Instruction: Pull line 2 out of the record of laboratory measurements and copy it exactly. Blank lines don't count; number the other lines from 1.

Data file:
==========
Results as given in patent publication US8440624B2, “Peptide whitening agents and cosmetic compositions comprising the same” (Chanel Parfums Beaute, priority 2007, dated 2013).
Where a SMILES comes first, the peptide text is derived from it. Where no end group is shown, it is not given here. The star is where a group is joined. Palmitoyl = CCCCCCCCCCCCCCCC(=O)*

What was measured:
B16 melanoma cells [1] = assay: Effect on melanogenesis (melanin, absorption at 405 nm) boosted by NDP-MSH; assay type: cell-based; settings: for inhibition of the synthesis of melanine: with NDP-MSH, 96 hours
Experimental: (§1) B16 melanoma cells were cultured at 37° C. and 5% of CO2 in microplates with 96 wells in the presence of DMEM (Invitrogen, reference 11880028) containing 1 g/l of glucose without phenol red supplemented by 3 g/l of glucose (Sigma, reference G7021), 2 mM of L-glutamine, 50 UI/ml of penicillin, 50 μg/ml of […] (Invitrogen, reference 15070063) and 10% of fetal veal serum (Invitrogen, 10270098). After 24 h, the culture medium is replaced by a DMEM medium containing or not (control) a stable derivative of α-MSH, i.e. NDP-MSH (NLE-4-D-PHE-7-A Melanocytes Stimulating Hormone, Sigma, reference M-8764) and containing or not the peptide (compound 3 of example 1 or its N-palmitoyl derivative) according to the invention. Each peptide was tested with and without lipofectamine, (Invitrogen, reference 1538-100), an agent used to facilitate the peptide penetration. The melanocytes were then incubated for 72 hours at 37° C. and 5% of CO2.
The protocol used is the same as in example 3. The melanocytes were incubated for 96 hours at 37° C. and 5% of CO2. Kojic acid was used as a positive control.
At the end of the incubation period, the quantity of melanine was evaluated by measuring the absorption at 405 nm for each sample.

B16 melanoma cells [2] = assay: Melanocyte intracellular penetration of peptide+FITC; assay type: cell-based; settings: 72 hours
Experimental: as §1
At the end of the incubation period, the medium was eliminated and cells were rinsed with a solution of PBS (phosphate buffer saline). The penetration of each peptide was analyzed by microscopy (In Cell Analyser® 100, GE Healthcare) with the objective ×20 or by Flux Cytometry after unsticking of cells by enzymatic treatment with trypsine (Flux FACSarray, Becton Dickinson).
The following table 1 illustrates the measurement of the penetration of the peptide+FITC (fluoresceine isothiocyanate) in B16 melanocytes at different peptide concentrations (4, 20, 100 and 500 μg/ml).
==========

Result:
Where a SMILES comes first, the peptide text is derived from it. Where no end group is shown, it is not given here. The star is where a group is joined. Palmitoyl = CCCCCCCCCCCCCCCC(=O)*